That satin blazer isn’t on the market yet, but Deans is working toward it progressively, beginning with her Leda pocket bag (NZ$240, c. US$154).
‘My initial aim for my brand was to create clothing. However, I soon realized how long this was going to take … I had also wanted to develop accessories with the same ethos, so decided at this point it made more sense to begin with the accessories to sell, while I continued to develop my clothing.’
Part of creating the Leda bag was exploring the use of separate components: an outer net that was separate to the bag, and a net that was separate from the strap, etc. This meant that customers could have greater versatility.
The bag is a ‘solution to a problem many women have,’ explains Deans. ‘When going to events for example, you want the minimum with you: keys, cards, phone, lipstick. I wanted this bag to fit the very essentials but be so slim and close to the body that you forget you are wearing it, even while walking or dancing. The next stage for this bag is a belt bag version which is coming soon to the website’ (www.annadeans.com).
Fabrics include kangaroo leather and silk charmeuse. ‘For its thickness and weight kangaroo leather is the strongest and lightest natural leather available,’ she explains. ‘Kangaroo hide has a unique fibre structure that runs parallel to the leather surface which provides exceptional rope-like strength. A thin leather is a lighter, softer, more comfortable and form-fitting leather. Kangaroo leather provides abrasion resistance, sweat resistance, superior tensile strength, excellent stitch-tear strength and a soft feel.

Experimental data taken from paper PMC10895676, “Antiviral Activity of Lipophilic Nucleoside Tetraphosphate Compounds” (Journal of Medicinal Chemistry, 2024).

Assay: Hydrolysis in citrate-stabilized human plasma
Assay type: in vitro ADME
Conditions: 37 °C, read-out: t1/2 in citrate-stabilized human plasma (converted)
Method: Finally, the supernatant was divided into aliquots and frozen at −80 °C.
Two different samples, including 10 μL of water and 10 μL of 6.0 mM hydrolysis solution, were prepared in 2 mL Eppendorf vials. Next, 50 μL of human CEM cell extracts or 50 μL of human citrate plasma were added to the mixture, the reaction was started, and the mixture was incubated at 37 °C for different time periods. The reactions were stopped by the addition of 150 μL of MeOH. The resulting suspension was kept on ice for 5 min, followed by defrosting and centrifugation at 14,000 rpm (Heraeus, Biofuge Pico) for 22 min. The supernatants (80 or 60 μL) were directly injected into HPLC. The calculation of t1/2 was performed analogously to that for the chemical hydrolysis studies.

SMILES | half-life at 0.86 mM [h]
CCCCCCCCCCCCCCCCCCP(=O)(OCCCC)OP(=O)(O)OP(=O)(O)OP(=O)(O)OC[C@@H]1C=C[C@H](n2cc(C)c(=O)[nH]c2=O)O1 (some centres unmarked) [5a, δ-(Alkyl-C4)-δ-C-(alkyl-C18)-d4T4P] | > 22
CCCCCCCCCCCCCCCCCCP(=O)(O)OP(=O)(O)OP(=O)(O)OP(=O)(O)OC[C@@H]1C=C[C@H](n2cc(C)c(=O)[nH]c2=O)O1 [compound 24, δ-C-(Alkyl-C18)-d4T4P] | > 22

‘Kangaroo leather is also arguably the most environmentally and animal welfare-friendly leather available.’
The leather sourced by Deans is also vegetable-tanned, a choice she made for environmental reasons.
Hemp and silk charmeuse were chosen for their strength and feeling of luxury. ‘The silk brings a beautiful sheen and soft feel to the fabric and the hemp brings strength and durability, and a low environmental footprint,’ says Deans. She notes that hemp grows well, and doesn’t need most pesticides, herbicides and fungicides.
While Deans has to import the leather, her primary concern was quality, and feels there were limited options in her native New Zealand. She also faced the same problem with hemp. However, she is keeping her options open, even though there’s nowhere on her site that specifically touts her range as being an ‘eco-fashion’ one.
Deans’s next step is to extend the accessories’ range, with a bucket bag, laptop case, belts, straps and inserts (such as card holders and pockets). She will also start gradually with clothing, beginning with women’s and men’s T-shirts. The gradual expansion will ensure that Deans masters each item, keeping quality standards high. Lucire believes she’s read the market right—and may even be ahead of the curve while people become more wary of fast fashion and their opaque sourcing practices. •
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From the January 2019 issue of Lucire KSA